“I am a real mom.”

“Only sometimes.”

“Yes. And this happens to be one of those times.”

“I think…” Jen shoved both fries in her mouth and spoke as she chewed. “I think the person who wrote this sign lives in the vortex of the magical place, right across from where the deer pass from our world to theirs. One of those five houses between the two yellow-diamond signs. I think that one night, no, one stormy night, when time had nearly stopped, someone from one of those five houses…”

Mom interrupted. “Someone?”

Jen rocked her head on her neck, trying to loosen the specificity she knew her mother wanted. “Some child, under 14, a girl, with curly black hair, and a fake tattoo on the back of her left hand..”

Mom took the lid off the shake and removed the straw, pouring it straight into her mouth. “Good.”

Jen pushed the fries out of her way and interlaced the fingers from her hands. “So this girl is sitting on the front porch, watching the storm, probably Saturday night when it was so strong the river was running down the middle of the street.”

Mom opened her eyes wider. “That was a bad night.”

“The girl wasn’t out their for the storm or to watch the river rush by, but because she knew the portal was about to open, that magic was about to occur, that she had to wait and stay there on the porch to capture a small piece on the screen inside her head, for later.”

Mom nodded. “For how much later?”

Jen leaned across the table closer to her. “This kind of magic, is forever. It merges with your blood, your skin, the way you walk and talk.”

Mom leaned in until their foreheads nearly touched. “I see.”

“But instead of the portal opening and the doe and her two fawns popping off the bank and into the river and through to the other side, a thing the girl has captured before, instead of this magical moment, the headlights slice through the sheet of rain splashing into the river.”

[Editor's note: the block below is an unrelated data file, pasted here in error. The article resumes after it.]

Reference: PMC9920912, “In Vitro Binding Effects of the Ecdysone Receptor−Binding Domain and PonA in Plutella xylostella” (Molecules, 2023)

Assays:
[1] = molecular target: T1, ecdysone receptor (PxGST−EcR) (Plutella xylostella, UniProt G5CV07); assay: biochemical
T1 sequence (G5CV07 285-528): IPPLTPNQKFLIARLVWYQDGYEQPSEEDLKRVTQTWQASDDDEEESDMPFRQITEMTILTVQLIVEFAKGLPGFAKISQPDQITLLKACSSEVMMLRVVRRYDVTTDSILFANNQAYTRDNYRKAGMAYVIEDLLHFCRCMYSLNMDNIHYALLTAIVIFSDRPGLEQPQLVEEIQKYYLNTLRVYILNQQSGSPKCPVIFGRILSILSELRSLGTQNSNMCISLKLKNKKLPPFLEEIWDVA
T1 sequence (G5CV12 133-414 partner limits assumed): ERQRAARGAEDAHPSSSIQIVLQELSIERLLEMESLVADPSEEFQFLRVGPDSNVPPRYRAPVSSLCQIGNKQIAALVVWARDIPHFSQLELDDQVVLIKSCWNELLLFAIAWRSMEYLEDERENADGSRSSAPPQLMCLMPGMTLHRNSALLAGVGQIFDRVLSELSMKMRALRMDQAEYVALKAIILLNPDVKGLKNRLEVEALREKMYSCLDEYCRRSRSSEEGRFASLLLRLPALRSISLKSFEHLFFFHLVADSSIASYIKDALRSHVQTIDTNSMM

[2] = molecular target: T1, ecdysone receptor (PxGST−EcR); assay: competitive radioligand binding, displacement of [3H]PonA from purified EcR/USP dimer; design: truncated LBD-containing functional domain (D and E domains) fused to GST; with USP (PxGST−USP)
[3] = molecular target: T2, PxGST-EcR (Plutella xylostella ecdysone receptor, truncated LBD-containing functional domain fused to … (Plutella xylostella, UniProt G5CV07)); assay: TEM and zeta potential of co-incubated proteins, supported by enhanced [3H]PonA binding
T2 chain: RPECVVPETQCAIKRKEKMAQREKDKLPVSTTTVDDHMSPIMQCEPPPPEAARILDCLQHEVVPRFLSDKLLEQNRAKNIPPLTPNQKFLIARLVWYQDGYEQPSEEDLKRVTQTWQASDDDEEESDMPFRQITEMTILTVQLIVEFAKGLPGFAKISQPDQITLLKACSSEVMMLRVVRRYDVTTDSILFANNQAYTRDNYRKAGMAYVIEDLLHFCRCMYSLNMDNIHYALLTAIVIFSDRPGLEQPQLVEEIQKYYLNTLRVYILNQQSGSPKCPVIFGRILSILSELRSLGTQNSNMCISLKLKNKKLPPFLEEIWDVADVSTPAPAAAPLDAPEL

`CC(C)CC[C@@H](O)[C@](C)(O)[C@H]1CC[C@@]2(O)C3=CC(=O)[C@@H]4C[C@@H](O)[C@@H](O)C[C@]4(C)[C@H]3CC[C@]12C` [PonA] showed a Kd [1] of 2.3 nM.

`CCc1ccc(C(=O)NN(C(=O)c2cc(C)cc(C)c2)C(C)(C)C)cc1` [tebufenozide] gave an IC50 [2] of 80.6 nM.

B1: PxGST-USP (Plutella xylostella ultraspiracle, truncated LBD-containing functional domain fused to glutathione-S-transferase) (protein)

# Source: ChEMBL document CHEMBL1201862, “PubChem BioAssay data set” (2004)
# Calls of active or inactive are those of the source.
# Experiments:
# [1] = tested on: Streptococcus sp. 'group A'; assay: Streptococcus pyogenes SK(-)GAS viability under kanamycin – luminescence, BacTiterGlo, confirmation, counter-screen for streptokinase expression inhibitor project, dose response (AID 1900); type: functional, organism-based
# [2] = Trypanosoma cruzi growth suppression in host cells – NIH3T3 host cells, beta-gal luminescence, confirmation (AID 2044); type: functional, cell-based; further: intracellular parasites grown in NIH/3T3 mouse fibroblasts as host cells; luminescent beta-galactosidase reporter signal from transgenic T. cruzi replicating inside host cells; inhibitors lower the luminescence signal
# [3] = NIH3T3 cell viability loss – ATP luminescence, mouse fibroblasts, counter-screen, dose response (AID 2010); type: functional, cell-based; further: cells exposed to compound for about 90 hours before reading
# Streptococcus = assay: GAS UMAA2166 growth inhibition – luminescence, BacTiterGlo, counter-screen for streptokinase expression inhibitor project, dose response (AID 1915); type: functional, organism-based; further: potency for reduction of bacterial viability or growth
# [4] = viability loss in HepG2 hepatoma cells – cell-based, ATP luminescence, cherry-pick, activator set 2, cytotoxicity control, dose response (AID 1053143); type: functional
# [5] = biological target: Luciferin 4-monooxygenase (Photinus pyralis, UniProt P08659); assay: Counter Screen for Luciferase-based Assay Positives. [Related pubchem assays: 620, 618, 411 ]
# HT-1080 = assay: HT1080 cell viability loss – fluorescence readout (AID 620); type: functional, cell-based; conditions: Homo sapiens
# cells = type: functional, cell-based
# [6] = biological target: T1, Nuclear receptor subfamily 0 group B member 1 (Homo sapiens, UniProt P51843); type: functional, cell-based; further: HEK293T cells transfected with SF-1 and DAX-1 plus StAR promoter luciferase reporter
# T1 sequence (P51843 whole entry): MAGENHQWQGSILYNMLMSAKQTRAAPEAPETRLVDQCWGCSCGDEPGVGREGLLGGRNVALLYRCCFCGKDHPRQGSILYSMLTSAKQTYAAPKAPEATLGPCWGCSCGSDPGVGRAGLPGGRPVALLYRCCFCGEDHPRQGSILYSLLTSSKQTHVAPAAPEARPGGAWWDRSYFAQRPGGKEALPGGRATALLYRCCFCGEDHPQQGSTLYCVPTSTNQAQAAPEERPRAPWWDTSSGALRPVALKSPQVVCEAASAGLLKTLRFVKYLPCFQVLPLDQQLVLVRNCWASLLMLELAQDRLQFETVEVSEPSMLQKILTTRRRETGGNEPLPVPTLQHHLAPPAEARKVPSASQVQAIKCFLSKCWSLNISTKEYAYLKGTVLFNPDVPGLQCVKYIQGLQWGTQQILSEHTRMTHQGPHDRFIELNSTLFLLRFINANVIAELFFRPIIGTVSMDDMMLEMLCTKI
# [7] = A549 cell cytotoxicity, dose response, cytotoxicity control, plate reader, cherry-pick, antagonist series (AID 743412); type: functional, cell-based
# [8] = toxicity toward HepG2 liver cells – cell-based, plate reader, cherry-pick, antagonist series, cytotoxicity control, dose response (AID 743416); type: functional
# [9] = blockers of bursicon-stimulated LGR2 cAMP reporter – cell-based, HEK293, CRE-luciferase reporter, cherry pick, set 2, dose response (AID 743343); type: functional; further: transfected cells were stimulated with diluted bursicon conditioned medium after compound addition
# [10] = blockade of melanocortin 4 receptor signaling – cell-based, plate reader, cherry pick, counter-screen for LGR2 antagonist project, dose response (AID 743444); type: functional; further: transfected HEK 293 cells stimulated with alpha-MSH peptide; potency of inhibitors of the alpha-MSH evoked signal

Mom was quiet. Listening. Listening to her daughter the storyteller. Her magical daughter.

“And the deer freeze. You know, the old saying. And now the girl knows it’s true, that saying. Because the deer won’t move. They stare at those lights, not even attempting to stop, no brakes, no skid, just the thunk, thunk, thunk, the magic gone, lost.”

Eyes down, they looked at the red and white checks of the table. They were quiet for what seemed to both of them like hours.

Mom looked up, then Jen. “What did the girl do next?”

Jen sat up and leaned back. “She found a piece of cardboard and a black marker.”


Jory Post wakes up on Wednesday mornings with anticipation of the evening wtiting salon at Clifford and Dixie's house where he has the opportunity to work on his writing with an extremely talented teacher and group of improvisational writers.

Salon Fiction
Kit Anderton
Jo-Ann Birch
Paola Bruni
Dixie Cox
Diane Craddock
Pat Charlotte Grayson
Clifford Henderson
Duke Houston
Helene Simkin Jara
Nancy Krusoe
Jory Post
D. L. Sansone
Jeanne Rosen Sofen

Morton Marcus Poetry Contest:
First Prize
Danusha Lameris

Morton Marcus Poetry Contest:
Dane Cervine